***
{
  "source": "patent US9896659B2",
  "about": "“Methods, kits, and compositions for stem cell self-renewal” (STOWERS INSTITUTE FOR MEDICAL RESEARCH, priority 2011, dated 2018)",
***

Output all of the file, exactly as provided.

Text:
{
  "source": "patent US9896659B2",
  "about": "“Methods, kits, and compositions for stem cell self-renewal” (STOWERS INSTITUTE FOR MEDICAL RESEARCH, priority 2011, dated 2018)",